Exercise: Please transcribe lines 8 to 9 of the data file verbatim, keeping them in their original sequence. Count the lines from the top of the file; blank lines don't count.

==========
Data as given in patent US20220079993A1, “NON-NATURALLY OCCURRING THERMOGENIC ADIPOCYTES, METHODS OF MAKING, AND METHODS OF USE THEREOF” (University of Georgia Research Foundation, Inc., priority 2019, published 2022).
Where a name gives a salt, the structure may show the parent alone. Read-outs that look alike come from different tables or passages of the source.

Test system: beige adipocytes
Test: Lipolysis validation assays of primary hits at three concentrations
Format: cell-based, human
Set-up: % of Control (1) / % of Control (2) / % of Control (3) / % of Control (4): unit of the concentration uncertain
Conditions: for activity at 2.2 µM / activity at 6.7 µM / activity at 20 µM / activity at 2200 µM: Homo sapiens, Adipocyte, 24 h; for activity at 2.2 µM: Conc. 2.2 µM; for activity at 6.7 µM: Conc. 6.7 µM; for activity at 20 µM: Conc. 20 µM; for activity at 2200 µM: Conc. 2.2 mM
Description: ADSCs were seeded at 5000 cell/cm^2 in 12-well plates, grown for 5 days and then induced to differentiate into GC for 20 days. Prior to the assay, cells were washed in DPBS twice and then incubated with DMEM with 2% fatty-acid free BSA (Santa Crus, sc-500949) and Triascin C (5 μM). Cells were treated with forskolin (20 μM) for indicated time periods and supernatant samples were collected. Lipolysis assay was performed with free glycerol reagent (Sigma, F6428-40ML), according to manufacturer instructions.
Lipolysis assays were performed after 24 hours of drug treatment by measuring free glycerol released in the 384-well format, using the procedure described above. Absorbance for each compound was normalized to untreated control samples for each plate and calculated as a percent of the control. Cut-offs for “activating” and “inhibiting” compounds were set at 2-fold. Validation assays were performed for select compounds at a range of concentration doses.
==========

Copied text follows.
Description: ADSCs were seeded at 5000 cell/cm^2 in 12-well plates, grown for 5 days and then induced to differentiate into GC for 20 days. Prior to the assay, cells were washed in DPBS twice and then incubated with DMEM with 2% fatty-acid free BSA (Santa Crus, sc-500949) and Triascin C (5 μM). Cells were treated with forskolin (20 μM) for indicated time periods and supernatant samples were collected. Lipolysis assay was performed with free glycerol reagent (Sigma, F6428-40ML), according to manufacturer instructions.
Lipolysis assays were performed after 24 hours of drug treatment by measuring free glycerol released in the 384-well format, using the procedure described above. Absorbance for each compound was normalized to untreated control samples for each plate and calculated as a percent of the control. Cut-offs for “activating” and “inhibiting” compounds were set at 2-fold. Validation assays were performed for select compounds at a range of concentration doses.